1998 FIFA World Cup Final
World championships in athletics 2003 Paris Saint-Denis stadium
Event1998 FIFA World Cup
Date12 July 1998
VenueStade de France, Saint-Denis
Man of the MatchZinedine Zidane (France)
RefereeSaid Belqola (Morocco)
23 °C (73 °F)

The 1998 FIFA World Cup Final was a football match that was played on 12 July 1998 at the Stade de France in Saint-Denis to determine the winner of the 1998 FIFA World Cup. The final was contested by Brazil, who were the defending champions having won the previous FIFA World Cup four years earlier in 1994, and the host nation France, who had reached the final of the tournament for the first time. France won the match 3–0 to claim the World Cup for the first time, with the timing of the match two days before Bastille Day adding to the significance of the victory. Zinedine Zidane, who was named man of the match, scored twice before half-time and Emmanuel Petit added a third goal in the last minute. The match had an attendance in the region of 75,000.

On their way to the final, defending champions Brazil, coached by their former player Mário Zagallo, recorded victories over Scotland (2–1) and Morocco (3–0) to top their group with 6 points from three matches, suffering a surprise 2–1 defeat at the hands of Norway in their final group game. After a 4–1 win over Chile and a 3–2 success against Denmark, they reached the final with a penalty shoot-out victory over the Netherlands. As for France, they won their three group matches and defeated Paraguay in the knockout stages on golden goals. They had a penalty-shootout with Italy in the quarter-finals, and defeated recently formed Croatia to reach the final.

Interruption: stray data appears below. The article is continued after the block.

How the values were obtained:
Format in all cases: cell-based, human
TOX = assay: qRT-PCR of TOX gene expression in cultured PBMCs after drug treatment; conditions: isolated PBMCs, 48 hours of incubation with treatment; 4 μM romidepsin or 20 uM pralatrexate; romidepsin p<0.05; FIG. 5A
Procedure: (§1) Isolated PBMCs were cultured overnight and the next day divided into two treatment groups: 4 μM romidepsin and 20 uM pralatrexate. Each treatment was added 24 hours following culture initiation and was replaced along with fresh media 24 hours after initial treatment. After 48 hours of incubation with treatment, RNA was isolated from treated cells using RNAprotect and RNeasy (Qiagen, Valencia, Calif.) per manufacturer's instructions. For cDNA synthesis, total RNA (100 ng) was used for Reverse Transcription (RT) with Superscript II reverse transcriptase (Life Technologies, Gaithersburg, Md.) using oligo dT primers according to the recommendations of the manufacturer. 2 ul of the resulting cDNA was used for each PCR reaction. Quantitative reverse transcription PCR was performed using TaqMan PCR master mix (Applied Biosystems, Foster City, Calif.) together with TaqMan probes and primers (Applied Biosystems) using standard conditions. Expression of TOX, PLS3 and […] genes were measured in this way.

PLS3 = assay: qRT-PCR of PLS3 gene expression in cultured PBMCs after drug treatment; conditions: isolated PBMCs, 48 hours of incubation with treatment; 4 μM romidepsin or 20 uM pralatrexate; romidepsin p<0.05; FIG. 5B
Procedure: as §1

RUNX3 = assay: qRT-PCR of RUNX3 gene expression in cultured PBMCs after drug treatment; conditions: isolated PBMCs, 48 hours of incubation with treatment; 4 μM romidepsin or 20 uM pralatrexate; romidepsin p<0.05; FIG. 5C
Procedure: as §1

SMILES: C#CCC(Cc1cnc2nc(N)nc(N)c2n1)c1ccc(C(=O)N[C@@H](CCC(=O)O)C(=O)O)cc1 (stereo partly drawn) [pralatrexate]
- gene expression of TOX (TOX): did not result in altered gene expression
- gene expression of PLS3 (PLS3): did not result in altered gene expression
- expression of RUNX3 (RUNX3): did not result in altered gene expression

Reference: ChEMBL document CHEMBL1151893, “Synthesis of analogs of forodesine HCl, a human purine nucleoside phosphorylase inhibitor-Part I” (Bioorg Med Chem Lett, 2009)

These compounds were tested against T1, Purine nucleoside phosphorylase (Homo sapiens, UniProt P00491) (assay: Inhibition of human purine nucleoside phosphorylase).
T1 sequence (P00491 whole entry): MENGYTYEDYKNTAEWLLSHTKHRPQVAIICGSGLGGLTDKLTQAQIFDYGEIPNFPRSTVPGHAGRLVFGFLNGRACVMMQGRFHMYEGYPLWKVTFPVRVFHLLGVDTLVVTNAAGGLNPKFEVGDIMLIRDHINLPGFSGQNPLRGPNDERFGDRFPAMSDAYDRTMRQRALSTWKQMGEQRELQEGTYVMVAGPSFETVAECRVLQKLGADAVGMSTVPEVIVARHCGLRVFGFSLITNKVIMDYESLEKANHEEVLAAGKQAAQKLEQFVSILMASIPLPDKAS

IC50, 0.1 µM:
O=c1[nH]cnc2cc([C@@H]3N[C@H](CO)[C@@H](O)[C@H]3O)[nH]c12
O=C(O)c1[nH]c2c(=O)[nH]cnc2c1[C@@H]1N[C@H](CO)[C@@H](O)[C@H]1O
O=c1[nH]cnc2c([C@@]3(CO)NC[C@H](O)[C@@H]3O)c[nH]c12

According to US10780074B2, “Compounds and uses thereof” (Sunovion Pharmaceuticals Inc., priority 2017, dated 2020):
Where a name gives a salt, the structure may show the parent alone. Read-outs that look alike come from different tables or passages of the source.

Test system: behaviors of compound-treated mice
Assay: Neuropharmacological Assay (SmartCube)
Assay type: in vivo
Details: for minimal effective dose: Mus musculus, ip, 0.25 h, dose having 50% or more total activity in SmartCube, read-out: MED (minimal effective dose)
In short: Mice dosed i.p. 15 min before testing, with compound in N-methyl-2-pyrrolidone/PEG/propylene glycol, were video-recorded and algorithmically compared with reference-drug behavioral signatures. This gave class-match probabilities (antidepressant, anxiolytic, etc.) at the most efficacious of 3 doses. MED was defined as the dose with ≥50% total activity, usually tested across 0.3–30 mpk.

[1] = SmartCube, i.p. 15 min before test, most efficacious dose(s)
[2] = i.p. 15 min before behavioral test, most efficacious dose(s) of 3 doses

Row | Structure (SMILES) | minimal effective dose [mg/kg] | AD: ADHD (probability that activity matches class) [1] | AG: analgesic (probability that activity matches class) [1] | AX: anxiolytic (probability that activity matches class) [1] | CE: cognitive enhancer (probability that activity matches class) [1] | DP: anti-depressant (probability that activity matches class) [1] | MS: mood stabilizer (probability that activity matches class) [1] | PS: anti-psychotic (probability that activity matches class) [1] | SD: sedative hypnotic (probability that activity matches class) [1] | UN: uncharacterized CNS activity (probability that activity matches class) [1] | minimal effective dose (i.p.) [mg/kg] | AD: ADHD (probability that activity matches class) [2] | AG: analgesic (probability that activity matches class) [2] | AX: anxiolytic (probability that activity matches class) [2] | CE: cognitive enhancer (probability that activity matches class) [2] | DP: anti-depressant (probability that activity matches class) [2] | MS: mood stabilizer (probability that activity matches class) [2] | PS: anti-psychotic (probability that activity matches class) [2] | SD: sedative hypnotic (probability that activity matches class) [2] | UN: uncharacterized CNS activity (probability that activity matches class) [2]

The match also saw speculation on the condition of the Brazilian striker Ronaldo, who suffered a convulsive fit on the eve of the match. After initially being left out of the team sheet, in spite of his physical state, it was announced just 72 minutes before kick-off that he was going to play. In the match, he sustained an injury in a clash with French goalkeeper Fabien Barthez. Although it was believed that the decision to play Ronaldo had backfired, it was understandable as the player had been a crucial member of the side throughout the tournament, having scored four goals and created three more.

France followed up their victory by qualifying for and winning UEFA Euro 2000 held in the Netherlands and Belgium. Brazil took the Copa America title in 1999, and then won the next FIFA World Cup in Japan and South Korea in 2002. Ronaldo went on to set the record for goals in World Cups, which was later broken by Miroslav Klose of Germany in the 2014 FIFA World Cup.

For Brazil, this marked only the second time that they had lost a World Cup final, following their 2–1 upset loss to Uruguay in the de facto final of the 1950 FIFA World Cup. The 3–0 scoreline was also Brazil's previous largest loss at any World Cup match prior to their 7–1 loss to Germany in the semifinals of the 2014 FIFA World Cup.

Route to the final

Brazil Brazil Round Flag of France France
Main article: 1998 FIFA World Cup Group A
Team Pld W D L GF GA GD Pts
Brazil.png Brazil 320163+36
Flag of Norway.png Norway 312054+15
Morocco.png Morocco 31115504
Scotland.png Scotland 301226−41
Group stage
Main article: 1998 FIFA World Cup Group C
Team Pld W D L GF GA GD Pts
Flag of France.png France 330091+89
Flag of Denmark.gif Denmark 31113304
Flag of South Africa.png South Africa 302136−32
Flag of Saudi Arabia.png Saudi Arabia 301227−51
Opponent Result Knockout stage Opponent Result